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(Raytheon) threw me in the deep end, and I loved that … The experience gave me a lot of confidence in the work that I do and my abilities as a professional.
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As a high jumper on the UML women’s track and field team, junior
literally sets a high bar for herself. If she happens to knock it down on an attempt, she resets the bar and tries again. The same holds true for Poublon outside of the athletic arena.
Of the 12 co-op positions for which the
major from Nashua, N.H., interviewed in her sophomore year, Poublon had her sights set on Kronos.
Then came the big interview.
“It was awful. A total train wreck. I don’t blame them for not hiring me,” says Poublon, who responded in the only way she knows how – by resetting the bar and trying again. “I have to work at this,” she told herself.
, assistant director of professional co-ops for the
Manning School of Business
, told Poublon about a six-month operations management co-op at Raytheon in Andover.
Poublon, whose concentrations are in marketing and management, wasn’t familiar with operations management. However, she did some research, talked to Raytheon reps at the
Spring Career Fair
and landed an interview.
This time, she cleared the bar and was hired as an integrated product team lead for the defense and electronics giant (where, coincidentally, her great-grandfather once worked).
“I couldn’t have asked for a better experience,” says Poublon, who served as the go-between for project managers and the factory floor to ensure the timely delivery of $70 million in contracted integrated defense systems.
After a “hectic” first month of learning processes and acronyms, Poublon was surprised when her supervisor asked her to begin leading weekly status update meetings with company directors.
“They threw me in the deep end, and I loved that. It’s the only way I was going to learn,” says Poublon, who credits her professional communications course for helping prepare her for the challenge. “The experience gave me a lot of confidence in the work that I do and my abilities as a professional.”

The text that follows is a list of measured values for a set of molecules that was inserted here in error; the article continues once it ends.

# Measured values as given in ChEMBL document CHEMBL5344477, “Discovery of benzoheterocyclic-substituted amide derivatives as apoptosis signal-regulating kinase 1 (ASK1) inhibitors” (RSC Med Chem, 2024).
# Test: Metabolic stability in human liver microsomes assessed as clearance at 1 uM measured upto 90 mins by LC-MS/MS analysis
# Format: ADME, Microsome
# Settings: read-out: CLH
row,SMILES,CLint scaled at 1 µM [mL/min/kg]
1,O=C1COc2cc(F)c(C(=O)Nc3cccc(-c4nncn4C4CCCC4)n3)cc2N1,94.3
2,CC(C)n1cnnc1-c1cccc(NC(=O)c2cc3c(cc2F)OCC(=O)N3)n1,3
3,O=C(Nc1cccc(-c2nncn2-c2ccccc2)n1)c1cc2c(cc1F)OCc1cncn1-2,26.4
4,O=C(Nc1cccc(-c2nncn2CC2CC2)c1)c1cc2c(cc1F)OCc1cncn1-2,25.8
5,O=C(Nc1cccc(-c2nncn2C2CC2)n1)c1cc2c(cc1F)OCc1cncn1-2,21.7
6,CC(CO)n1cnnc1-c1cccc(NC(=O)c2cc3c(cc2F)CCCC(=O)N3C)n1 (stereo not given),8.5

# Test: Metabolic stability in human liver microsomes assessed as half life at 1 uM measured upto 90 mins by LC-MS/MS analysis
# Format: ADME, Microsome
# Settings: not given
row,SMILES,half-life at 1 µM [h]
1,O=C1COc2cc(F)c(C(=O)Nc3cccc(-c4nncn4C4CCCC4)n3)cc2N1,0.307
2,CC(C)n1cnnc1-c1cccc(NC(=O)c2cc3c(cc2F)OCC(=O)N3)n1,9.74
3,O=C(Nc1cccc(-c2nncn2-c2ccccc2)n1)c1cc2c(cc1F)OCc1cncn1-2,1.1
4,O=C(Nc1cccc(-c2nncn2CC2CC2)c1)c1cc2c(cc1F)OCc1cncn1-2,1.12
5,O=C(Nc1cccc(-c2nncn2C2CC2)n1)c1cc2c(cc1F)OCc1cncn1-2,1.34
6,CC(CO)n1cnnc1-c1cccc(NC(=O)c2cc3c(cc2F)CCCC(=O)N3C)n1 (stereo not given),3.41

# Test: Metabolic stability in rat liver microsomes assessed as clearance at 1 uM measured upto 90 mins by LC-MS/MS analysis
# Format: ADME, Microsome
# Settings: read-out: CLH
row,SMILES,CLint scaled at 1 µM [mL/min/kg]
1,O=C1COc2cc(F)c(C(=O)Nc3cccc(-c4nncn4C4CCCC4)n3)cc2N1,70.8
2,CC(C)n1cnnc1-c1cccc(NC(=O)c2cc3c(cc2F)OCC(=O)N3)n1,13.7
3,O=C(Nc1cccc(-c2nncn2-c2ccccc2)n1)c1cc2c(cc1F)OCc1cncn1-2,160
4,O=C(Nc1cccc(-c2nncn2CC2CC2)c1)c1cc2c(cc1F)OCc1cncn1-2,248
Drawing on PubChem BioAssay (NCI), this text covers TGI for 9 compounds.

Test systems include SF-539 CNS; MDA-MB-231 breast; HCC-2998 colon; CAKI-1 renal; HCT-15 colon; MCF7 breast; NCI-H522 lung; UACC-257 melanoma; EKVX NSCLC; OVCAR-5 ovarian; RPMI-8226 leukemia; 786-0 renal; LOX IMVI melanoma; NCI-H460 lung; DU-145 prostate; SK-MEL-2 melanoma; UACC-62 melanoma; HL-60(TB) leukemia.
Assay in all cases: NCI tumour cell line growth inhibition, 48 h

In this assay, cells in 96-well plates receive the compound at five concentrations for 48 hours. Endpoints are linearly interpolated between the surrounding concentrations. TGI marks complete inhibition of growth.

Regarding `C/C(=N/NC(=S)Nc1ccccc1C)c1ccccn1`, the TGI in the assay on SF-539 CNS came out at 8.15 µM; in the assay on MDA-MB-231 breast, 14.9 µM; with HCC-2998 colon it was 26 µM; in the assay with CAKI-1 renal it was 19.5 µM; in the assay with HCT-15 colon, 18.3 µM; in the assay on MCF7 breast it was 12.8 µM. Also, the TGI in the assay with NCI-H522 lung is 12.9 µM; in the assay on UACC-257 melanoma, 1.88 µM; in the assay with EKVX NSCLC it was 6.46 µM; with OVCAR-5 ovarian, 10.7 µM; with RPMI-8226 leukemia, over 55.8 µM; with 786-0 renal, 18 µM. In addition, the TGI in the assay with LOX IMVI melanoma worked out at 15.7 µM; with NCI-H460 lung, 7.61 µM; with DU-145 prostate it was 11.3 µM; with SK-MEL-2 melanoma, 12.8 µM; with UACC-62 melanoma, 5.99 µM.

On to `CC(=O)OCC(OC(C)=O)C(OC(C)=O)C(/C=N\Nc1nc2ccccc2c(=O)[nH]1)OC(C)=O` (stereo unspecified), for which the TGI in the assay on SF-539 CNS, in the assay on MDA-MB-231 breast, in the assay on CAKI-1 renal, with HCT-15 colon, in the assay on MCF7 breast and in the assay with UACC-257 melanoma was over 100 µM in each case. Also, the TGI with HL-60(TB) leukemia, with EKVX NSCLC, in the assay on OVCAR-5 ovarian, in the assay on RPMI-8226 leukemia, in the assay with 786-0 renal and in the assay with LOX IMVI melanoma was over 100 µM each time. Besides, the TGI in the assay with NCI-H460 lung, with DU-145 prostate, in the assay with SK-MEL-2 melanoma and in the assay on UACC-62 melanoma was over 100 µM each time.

While Poublon put her studies on pause during the co-op, she still had track and field practices to attend. So for seven months, from June to January, she went to work at 5:30 a.m., left at 3:15 in the afternoon for practice until 6:30, then returned home for dinner and bed at 8 p.m.
“At one point toward the end of the year, I didn’t see the light of day,” Poublon says. “I’d see the sun on the weekend, which was odd.”
Poublon’s discipline is paying off. At the ECAC/IC4A Indoor Championships this winter, she finished third in the high jump with a personal-best of 5 feet, 8 inches. At the America East Conference Indoor Track and Field Championships, she finished second in her other event, the pentathlon.
“She has become a more well-rounded athlete,” says head coach
, who awarded Poublon an athletic scholarship based on her first-year performance with the team. “She has gotten better each year.”
“I’m glad to be part of such a great group,” says Poublon, who volunteered to compete in the pentathlon as a sophomore to help her team earn more points in meets. “My coaches and teammates are so supportive.”
After such a positive experience at Raytheon (where she even got to see products loaded onto a jumbo cargo jet to be shipped overseas), Poublon is setting her sights on another co-op or internship, this time more in the marketing realm. That includes another try at Kronos.
“You’re only in college once,” Poublon says. “I’ll gladly push out school an extra semester for another co-op. You can’t get that kind of experience and make those kind of connections in the classroom.”